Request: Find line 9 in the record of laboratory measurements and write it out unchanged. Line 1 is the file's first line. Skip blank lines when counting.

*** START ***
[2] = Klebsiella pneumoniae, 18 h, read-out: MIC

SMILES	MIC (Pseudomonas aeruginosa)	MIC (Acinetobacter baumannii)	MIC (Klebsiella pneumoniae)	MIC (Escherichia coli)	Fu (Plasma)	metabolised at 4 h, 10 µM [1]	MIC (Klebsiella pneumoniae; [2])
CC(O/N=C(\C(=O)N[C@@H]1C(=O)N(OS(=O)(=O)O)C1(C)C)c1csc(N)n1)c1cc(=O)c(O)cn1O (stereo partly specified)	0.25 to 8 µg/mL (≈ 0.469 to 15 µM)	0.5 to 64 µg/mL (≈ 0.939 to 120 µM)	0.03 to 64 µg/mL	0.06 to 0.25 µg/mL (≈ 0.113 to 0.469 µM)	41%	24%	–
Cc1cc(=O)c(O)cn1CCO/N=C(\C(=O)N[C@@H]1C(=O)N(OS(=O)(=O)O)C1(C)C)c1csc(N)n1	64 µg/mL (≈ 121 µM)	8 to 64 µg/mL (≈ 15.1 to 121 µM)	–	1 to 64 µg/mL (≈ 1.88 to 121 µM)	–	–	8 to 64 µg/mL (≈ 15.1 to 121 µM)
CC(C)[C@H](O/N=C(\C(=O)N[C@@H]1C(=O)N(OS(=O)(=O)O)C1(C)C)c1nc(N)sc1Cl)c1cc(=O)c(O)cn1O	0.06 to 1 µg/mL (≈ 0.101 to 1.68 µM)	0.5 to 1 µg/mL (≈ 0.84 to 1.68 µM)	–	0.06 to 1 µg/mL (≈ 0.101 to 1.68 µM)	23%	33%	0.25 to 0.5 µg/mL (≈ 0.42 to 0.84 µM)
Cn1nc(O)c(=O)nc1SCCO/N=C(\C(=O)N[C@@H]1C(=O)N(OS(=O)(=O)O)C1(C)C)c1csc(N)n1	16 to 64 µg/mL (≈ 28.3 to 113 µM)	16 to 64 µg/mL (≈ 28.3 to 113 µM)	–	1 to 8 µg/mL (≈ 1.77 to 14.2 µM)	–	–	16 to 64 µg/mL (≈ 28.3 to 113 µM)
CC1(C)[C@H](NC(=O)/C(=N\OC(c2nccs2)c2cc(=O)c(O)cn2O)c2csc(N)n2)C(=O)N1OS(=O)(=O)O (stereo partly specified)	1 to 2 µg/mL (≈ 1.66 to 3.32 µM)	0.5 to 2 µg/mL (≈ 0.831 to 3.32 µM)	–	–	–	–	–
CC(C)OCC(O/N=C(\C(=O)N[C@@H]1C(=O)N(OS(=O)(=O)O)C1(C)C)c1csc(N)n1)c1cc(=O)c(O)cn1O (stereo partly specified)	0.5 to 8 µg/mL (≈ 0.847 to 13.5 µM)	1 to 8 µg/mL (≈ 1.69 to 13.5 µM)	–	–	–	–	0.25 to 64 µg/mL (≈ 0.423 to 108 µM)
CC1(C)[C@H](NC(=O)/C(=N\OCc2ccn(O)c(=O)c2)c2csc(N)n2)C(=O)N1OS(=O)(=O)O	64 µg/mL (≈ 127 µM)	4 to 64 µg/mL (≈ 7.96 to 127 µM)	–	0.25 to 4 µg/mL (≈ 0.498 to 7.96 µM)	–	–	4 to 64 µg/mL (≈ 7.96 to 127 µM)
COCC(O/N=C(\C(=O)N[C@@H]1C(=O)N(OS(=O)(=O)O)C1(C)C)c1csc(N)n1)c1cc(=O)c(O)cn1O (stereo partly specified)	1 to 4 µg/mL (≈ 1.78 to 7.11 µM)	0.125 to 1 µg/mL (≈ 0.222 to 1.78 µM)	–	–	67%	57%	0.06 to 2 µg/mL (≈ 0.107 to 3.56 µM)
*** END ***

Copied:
CC1(C)[C@H](NC(=O)/C(=N\OCc2ccn(O)c(=O)c2)c2csc(N)n2)C(=O)N1OS(=O)(=O)O	64 µg/mL (≈ 127 µM)	4 to 64 µg/mL (≈ 7.96 to 127 µM)	–	0.25 to 4 µg/mL (≈ 0.498 to 7.96 µM)	–	–	4 to 64 µg/mL (≈ 7.96 to 127 µM)